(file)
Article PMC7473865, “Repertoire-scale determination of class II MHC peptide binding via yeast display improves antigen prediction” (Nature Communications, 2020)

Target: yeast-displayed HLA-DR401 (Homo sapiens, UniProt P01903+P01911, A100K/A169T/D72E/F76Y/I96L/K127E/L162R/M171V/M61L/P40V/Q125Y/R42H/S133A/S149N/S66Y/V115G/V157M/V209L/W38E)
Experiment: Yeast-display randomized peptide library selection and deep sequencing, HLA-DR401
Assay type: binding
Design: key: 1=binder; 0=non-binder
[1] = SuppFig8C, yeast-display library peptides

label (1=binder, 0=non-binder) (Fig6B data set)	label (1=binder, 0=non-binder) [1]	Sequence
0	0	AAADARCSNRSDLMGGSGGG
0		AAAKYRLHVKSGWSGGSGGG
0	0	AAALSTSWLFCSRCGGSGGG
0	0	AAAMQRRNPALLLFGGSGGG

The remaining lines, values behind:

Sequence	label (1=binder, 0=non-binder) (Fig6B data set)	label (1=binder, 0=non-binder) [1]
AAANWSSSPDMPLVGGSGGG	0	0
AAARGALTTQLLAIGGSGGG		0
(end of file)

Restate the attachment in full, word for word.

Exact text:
Article PMC7473865, “Repertoire-scale determination of class II MHC peptide binding via yeast display improves antigen prediction” (Nature Communications, 2020)

Target: yeast-displayed HLA-DR401 (Homo sapiens, UniProt P01903+P01911, A100K/A169T/D72E/F76Y/I96L/K127E/L162R/M171V/M61L/P40V/Q125Y/R42H/S133A/S149N/S66Y/V115G/V157M/V209L/W38E)
Experiment: Yeast-display randomized peptide library selection and deep sequencing, HLA-DR401
Assay type: binding
Design: key: 1=binder; 0=non-binder
[1] = SuppFig8C, yeast-display library peptides

label (1=binder, 0=non-binder) (Fig6B data set)	label (1=binder, 0=non-binder) [1]	Sequence
0	0	AAADARCSNRSDLMGGSGGG
0		AAAKYRLHVKSGWSGGSGGG
0	0	AAALSTSWLFCSRCGGSGGG
0	0	AAAMQRRNPALLLFGGSGGG

The remaining lines, values behind:

Sequence	label (1=binder, 0=non-binder) (Fig6B data set)	label (1=binder, 0=non-binder) [1]
AAANWSSSPDMPLVGGSGGG	0	0
AAARGALTTQLLAIGGSGGG		0